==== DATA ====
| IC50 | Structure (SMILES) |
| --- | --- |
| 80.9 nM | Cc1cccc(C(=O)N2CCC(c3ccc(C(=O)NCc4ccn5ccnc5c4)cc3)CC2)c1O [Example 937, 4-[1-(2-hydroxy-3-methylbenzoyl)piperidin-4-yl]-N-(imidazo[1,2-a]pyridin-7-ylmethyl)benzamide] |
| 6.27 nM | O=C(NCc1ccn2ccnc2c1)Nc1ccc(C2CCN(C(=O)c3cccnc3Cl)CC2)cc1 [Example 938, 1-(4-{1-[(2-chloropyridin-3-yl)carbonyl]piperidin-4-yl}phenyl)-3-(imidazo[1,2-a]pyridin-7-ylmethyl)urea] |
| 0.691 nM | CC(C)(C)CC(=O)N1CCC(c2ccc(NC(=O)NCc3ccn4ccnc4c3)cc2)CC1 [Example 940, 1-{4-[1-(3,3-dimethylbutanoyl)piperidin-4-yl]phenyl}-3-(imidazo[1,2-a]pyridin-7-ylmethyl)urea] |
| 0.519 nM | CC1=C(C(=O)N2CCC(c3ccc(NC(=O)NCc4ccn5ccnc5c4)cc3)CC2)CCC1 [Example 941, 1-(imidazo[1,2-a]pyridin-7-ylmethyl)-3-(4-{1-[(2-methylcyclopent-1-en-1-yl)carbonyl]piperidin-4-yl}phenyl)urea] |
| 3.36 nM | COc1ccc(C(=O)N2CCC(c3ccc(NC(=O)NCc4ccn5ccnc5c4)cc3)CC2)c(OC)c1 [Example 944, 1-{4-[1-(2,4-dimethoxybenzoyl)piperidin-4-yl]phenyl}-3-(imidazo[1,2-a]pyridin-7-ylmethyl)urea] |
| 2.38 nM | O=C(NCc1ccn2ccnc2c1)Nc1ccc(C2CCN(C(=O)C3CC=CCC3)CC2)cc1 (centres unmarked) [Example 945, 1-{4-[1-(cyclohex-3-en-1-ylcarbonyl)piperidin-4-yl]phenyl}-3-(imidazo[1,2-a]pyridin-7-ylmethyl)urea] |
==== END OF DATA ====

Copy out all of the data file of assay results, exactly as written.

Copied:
| IC50 | Structure (SMILES) |
| --- | --- |
| 80.9 nM | Cc1cccc(C(=O)N2CCC(c3ccc(C(=O)NCc4ccn5ccnc5c4)cc3)CC2)c1O [Example 937, 4-[1-(2-hydroxy-3-methylbenzoyl)piperidin-4-yl]-N-(imidazo[1,2-a]pyridin-7-ylmethyl)benzamide] |
| 6.27 nM | O=C(NCc1ccn2ccnc2c1)Nc1ccc(C2CCN(C(=O)c3cccnc3Cl)CC2)cc1 [Example 938, 1-(4-{1-[(2-chloropyridin-3-yl)carbonyl]piperidin-4-yl}phenyl)-3-(imidazo[1,2-a]pyridin-7-ylmethyl)urea] |
| 0.691 nM | CC(C)(C)CC(=O)N1CCC(c2ccc(NC(=O)NCc3ccn4ccnc4c3)cc2)CC1 [Example 940, 1-{4-[1-(3,3-dimethylbutanoyl)piperidin-4-yl]phenyl}-3-(imidazo[1,2-a]pyridin-7-ylmethyl)urea] |
| 0.519 nM | CC1=C(C(=O)N2CCC(c3ccc(NC(=O)NCc4ccn5ccnc5c4)cc3)CC2)CCC1 [Example 941, 1-(imidazo[1,2-a]pyridin-7-ylmethyl)-3-(4-{1-[(2-methylcyclopent-1-en-1-yl)carbonyl]piperidin-4-yl}phenyl)urea] |
| 3.36 nM | COc1ccc(C(=O)N2CCC(c3ccc(NC(=O)NCc4ccn5ccnc5c4)cc3)CC2)c(OC)c1 [Example 944, 1-{4-[1-(2,4-dimethoxybenzoyl)piperidin-4-yl]phenyl}-3-(imidazo[1,2-a]pyridin-7-ylmethyl)urea] |
| 2.38 nM | O=C(NCc1ccn2ccnc2c1)Nc1ccc(C2CCN(C(=O)C3CC=CCC3)CC2)cc1 (centres unmarked) [Example 945, 1-{4-[1-(cyclohex-3-en-1-ylcarbonyl)piperidin-4-yl]phenyl}-3-(imidazo[1,2-a]pyridin-7-ylmethyl)urea] |